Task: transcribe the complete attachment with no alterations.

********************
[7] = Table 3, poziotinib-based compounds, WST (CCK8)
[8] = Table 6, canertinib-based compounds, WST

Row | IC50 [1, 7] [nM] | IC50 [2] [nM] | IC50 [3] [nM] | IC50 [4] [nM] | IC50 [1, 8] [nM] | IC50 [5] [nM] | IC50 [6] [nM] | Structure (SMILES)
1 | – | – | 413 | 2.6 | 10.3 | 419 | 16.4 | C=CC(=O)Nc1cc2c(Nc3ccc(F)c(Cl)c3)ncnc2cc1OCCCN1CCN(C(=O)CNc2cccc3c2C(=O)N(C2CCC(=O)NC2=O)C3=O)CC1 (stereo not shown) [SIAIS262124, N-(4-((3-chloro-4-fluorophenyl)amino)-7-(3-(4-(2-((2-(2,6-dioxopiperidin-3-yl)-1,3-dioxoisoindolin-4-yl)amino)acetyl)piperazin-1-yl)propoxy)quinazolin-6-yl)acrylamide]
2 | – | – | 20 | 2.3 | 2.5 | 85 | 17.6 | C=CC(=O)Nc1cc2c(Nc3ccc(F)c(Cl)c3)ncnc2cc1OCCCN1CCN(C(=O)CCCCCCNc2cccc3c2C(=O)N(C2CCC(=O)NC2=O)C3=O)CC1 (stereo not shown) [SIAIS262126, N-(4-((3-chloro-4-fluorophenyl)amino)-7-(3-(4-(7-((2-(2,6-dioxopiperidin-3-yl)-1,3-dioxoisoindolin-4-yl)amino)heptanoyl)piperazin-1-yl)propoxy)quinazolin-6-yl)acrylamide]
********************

[7] = Table 3, poziotinib-based compounds, WST (CCK8)
[8] = Table 6, canertinib-based compounds, WST

Row | IC50 [1, 7] [nM] | IC50 [2] [nM] | IC50 [3] [nM] | IC50 [4] [nM] | IC50 [1, 8] [nM] | IC50 [5] [nM] | IC50 [6] [nM] | Structure (SMILES)
1 | – | – | 413 | 2.6 | 10.3 | 419 | 16.4 | C=CC(=O)Nc1cc2c(Nc3ccc(F)c(Cl)c3)ncnc2cc1OCCCN1CCN(C(=O)CNc2cccc3c2C(=O)N(C2CCC(=O)NC2=O)C3=O)CC1 (stereo not shown) [SIAIS262124, N-(4-((3-chloro-4-fluorophenyl)amino)-7-(3-(4-(2-((2-(2,6-dioxopiperidin-3-yl)-1,3-dioxoisoindolin-4-yl)amino)acetyl)piperazin-1-yl)propoxy)quinazolin-6-yl)acrylamide]
2 | – | – | 20 | 2.3 | 2.5 | 85 | 17.6 | C=CC(=O)Nc1cc2c(Nc3ccc(F)c(Cl)c3)ncnc2cc1OCCCN1CCN(C(=O)CCCCCCNc2cccc3c2C(=O)N(C2CCC(=O)NC2=O)C3=O)CC1 (stereo not shown) [SIAIS262126, N-(4-((3-chloro-4-fluorophenyl)amino)-7-(3-(4-(7-((2-(2,6-dioxopiperidin-3-yl)-1,3-dioxoisoindolin-4-yl)amino)heptanoyl)piperazin-1-yl)propoxy)quinazolin-6-yl)acrylamide]